The nation's respiratory virus activity last week remained elevated, and flu levels rose in some regions of the country, partly due to a slight rise in influenza B activity, which is sometimes seen in the latter half of the flu season.
In its respiratory virus snapshot today, the Centers for Disease Control and Prevention (CDC) said COVID-19 indicators declined last week, with respiratory syncytial virus (RSV) levels continuing to decline in many areas.
Flu B fuels regional rises
The CDC said flu activity rose in the Central and Midwestern regions, mainly due to increasing detections of influenza B. And though flu test positivity remained stable nationally last week, it is increasing in the Middle Atlantic, Midwest, and Central parts of the country.
The percentage of outpatient visits for flulike illness remained steady, at 4.4%, and is still above the baselines for all 10 of the CDC's regions. Clinic visits for flu rose in young people ages 5 to 24 and remained stable for infants and toddlers, as well as for seniors.
Of viruses tested at public health labs, 76.1% were influenza A and 23.9% were influenza B. And of subtyped influenza A viruses, 67.5% were the 2009 H1N1 strain and 32.5% were H3N2.
Hospitalizations for flu decreased and were highest in seniors, followed by adults ages 50 to 64 and children ages 0 to 4.
Flu-related deaths trended downward overall, but the CDC reported 8 more pediatric flu deaths, raising the season's total to 74. The latest deaths occurred between the week ending December 23 and the week ending February 3. Seven were linked to influenza A, and, of 4 subtyped samples, 3 were H1N1 and the other was H3N2. One of the deaths was due to influenza B.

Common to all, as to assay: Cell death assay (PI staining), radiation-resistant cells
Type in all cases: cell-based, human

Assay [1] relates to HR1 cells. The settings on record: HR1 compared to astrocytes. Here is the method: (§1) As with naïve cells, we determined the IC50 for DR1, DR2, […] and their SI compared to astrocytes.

COVID markers show more declines
In its latest COVID-19 data update today, the CDC said its two main severity indicators—hospitalizations and deaths—both declined last week. Down 10% compared to the previous week, hospitalizations remain elevated in seniors and infants under 12 months of age. Deaths declined by 6.1%.
Early indicators also trended downward. Emergency department (ED) visits were down 10.8% and were highest in infants younger than 12 months and seniors. Test positivity declined by 0.6% and is at 10% nationally, with the level higher in parts of the Northeast and the South.
Downward RSV trends, but hospitalizations elevated in seniors
RSV markers continue to decline in many areas. Hospitalizations are decreasing in young children but are still elevated in older adults, the CDC said.
ED visits and test positivity for RSV are also trending downward.
In its background information, the CDC said RSV activity typically occurs during late fall, winter, and early spring and that outbreak timing can vary by region and even among communities in the same region.